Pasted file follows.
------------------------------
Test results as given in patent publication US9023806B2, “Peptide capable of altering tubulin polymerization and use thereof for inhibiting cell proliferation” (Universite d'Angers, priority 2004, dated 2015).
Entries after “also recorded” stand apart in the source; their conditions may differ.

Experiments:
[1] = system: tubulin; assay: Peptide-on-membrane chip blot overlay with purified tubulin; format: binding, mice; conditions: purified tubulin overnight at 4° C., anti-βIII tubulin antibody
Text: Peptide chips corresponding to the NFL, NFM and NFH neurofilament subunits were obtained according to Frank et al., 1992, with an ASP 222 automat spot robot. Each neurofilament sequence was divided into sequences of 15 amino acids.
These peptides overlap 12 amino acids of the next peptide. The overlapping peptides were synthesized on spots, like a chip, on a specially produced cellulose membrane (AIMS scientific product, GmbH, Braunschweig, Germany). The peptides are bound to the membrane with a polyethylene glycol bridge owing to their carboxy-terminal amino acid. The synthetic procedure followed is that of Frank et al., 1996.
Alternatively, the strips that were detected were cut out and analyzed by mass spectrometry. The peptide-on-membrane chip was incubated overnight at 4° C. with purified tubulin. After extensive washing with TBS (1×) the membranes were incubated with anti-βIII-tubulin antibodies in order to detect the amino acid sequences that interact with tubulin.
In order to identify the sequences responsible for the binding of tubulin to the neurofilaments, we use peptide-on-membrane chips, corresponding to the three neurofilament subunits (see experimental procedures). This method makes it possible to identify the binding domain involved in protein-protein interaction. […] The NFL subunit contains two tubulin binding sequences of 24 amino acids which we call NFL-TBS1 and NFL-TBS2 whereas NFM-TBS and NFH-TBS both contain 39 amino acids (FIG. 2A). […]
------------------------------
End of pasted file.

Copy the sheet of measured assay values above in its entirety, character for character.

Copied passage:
Test results as given in patent publication US9023806B2, “Peptide capable of altering tubulin polymerization and use thereof for inhibiting cell proliferation” (Universite d'Angers, priority 2004, dated 2015).
Entries after “also recorded” stand apart in the source; their conditions may differ.

Experiments:
[1] = system: tubulin; assay: Peptide-on-membrane chip blot overlay with purified tubulin; format: binding, mice; conditions: purified tubulin overnight at 4° C., anti-βIII tubulin antibody
Text: Peptide chips corresponding to the NFL, NFM and NFH neurofilament subunits were obtained according to Frank et al., 1992, with an ASP 222 automat spot robot. Each neurofilament sequence was divided into sequences of 15 amino acids.
These peptides overlap 12 amino acids of the next peptide. The overlapping peptides were synthesized on spots, like a chip, on a specially produced cellulose membrane (AIMS scientific product, GmbH, Braunschweig, Germany). The peptides are bound to the membrane with a polyethylene glycol bridge owing to their carboxy-terminal amino acid. The synthetic procedure followed is that of Frank et al., 1996.
Alternatively, the strips that were detected were cut out and analyzed by mass spectrometry. The peptide-on-membrane chip was incubated overnight at 4° C. with purified tubulin. After extensive washing with TBS (1×) the membranes were incubated with anti-βIII-tubulin antibodies in order to detect the amino acid sequences that interact with tubulin.
In order to identify the sequences responsible for the binding of tubulin to the neurofilaments, we use peptide-on-membrane chips, corresponding to the three neurofilament subunits (see experimental procedures). This method makes it possible to identify the binding domain involved in protein-protein interaction. […] The NFL subunit contains two tubulin binding sequences of 24 amino acids which we call NFL-TBS1 and NFL-TBS2 whereas NFM-TBS and NFH-TBS both contain 39 amino acids (FIG. 2A). […]